Caulfield: It’s hard to say. From our experience, it would seem not prevalent. But we can’t say that definitively. It’s really just a way that counties have banded together in certain instances when they have common needs in order to deal with the current market to get features that they couldn’t otherwise get on their own.

The case we profile in the report are three counties in Florida where they need multilingual voting, and the current options simply didn’t offer that option at a cheap price. They got together and tried to form a buyer coalition, and that really worked out for them.

Knowledge@Wharton: When you’re talking about a country as diverse as the U.S., you need all kinds of different languages for people to be able to vote.

Hitt: That’s right. The larger jurisdictions face a number of these kinds of problems, especially the languages, as well as the fact that they get very large ballot lists. This combination makes their requirements very different than standard, and that’s what’s been some of the challenge. It’s finding a technology vendor willing to invest in serving their specific needs that are different than the needs of a smaller jurisdiction.

Knowledge@Wharton: What’s the state of innovation in this industry? As we move along here, new systems and upgrades are going to be needed. You’re going to need a level of innovation in this industry just like you would in a variety of industries.

Hitt: Right, so there’s this sort of regular progress of companies trying and implementing these upgrades and extensions of their existing systems. That’s been the way the industry has kind of ambled along, with small amounts of innovation over time. There are a few models that people are pursuing now. In particular, there’s a fair amount of interest in open source technology, especially on the software side, that would enable them to take advantage of a common operating system and then use off-the-shelf hardware. The hope is that we’d be able to bring costs down and make it more available. There are people interested in pushing in that direction, some coalitions trying to pursue that strategy, as well as some outside parties who are trying to make a business out of doing so.

Knowledge@Wharton: You have people in these systems and in these states that run these voting systems that have been in place for a while. They have a level of comfort and success with a particular system and don’t necessarily want to rock the boat.

Caulfield: Yes, some officials may not even see that there is a crisis in election technology. But they are also disempowered in certain ways. One is funding, which we’ve already alluded to. The other way is the current regulatory structure of the state. We’re really worried about voting machines, right? We want them to be certified to very high standards, but this makes innovation somewhat difficult. You could innovate this whole new system, apply for certification, and all of a sudden that’s not certified and you’re millions of dollars in the hole.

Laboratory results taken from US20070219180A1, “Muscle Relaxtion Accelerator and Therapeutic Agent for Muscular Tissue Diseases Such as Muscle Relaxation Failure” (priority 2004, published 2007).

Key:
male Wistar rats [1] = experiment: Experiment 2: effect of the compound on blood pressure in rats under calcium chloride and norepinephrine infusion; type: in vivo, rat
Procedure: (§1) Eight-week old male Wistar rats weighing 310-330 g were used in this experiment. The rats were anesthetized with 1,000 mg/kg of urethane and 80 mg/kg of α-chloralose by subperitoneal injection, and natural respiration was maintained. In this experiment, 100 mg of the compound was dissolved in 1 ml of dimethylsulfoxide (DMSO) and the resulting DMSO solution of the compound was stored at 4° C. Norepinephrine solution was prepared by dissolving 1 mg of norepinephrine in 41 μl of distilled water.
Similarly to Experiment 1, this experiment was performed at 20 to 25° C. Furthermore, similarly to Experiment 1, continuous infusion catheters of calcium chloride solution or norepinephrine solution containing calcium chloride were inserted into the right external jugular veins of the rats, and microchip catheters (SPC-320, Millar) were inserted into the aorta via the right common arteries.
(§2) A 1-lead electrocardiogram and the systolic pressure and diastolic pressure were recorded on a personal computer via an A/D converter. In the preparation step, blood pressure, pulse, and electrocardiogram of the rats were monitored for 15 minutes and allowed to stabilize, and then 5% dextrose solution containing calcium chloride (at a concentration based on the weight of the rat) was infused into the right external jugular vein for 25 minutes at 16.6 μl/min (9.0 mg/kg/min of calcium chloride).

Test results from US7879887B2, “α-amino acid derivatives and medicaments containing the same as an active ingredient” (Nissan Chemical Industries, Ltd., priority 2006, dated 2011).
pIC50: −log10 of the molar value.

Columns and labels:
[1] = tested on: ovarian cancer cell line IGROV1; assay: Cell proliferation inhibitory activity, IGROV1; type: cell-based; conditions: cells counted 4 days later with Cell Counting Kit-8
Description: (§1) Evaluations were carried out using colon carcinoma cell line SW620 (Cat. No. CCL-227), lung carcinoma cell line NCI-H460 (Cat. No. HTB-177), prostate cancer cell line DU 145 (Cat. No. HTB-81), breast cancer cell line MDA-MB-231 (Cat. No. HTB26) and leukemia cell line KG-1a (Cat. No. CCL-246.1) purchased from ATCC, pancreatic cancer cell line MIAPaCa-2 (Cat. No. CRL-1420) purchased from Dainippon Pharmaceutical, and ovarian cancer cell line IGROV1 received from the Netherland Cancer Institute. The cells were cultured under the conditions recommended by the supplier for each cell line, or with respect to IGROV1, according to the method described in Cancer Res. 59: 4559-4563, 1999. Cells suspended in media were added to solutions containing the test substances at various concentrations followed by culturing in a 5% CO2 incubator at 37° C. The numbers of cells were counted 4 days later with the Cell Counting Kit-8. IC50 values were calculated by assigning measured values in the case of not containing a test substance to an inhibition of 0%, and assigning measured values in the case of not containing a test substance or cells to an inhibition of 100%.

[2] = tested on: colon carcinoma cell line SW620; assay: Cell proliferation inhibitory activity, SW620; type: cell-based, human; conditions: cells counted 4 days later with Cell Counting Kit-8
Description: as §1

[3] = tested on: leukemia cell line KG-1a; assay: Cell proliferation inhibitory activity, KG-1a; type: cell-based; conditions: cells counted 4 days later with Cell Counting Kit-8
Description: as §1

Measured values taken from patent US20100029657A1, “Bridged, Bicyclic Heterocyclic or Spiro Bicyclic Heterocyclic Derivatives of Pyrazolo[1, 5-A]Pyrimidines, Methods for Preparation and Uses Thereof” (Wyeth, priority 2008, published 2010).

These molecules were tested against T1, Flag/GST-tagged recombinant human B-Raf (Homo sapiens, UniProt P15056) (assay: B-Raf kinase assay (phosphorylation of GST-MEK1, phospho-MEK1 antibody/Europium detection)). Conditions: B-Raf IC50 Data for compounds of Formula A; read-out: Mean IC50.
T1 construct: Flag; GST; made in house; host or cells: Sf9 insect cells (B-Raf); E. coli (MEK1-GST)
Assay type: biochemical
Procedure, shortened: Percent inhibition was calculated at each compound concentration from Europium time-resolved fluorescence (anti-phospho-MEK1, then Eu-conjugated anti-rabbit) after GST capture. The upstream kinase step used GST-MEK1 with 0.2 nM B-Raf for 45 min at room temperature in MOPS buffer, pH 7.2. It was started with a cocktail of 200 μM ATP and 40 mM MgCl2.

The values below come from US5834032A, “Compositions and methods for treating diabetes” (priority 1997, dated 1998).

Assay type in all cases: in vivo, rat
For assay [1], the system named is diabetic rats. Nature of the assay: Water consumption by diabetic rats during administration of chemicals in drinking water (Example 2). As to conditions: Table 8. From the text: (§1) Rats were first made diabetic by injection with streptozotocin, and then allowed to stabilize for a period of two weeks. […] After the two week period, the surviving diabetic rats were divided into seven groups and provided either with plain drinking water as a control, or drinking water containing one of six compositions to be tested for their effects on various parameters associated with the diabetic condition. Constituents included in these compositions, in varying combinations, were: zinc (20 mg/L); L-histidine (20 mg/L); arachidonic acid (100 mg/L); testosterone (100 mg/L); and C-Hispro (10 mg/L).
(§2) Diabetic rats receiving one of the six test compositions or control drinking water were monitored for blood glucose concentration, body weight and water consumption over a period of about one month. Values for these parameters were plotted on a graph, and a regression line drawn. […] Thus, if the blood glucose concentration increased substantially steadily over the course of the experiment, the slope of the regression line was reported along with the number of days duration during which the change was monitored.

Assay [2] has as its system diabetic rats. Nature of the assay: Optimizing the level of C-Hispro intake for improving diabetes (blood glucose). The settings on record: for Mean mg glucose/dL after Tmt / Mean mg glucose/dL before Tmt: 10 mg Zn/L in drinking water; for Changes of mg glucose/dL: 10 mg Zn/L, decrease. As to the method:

Also, the model certification in many states has traditionally been a monolithic system, so you get a single, self-contained system, and you certify or not certify that. These moves to having off-the-shelf technology incorporated with sort of a common software base — while it worked in many other industries, it presents a problem for the certification system. I can certify a piece of off-the-shelf technology, but once I put it together with the rest of the system there might be a whole different issue. So, structures for certification also need to accommodate this innovative spirit among many officials.

Knowledge@Wharton: What do you think is the best solution?

Hitt: I think there are a number of initiatives that could come together to solve at least pieces of the problem, maybe offer an overall solution. One is the increased interoperability standards of these technologies. Most of the technologies in use today aren’t interoperable. Folks like the Election Assistance Corporation or the National Institute of Standards and Technology (NIST) are trying to come up with interoperability standards, and that will certainly help. An open source foundation for these technologies might also help to solve some of the problems. Just finding a stable funding stream that encourages people to make these investments and spend money on innovating, and a process on the other side that gets these things certified and into production faster, would combine to increase the rate of innovation significantly.

Knowledge@Wharton: But how prevalent is that level of innovation? How frequently are people thinking about ways to adjust and tweak these systems to make them more operable across various platforms?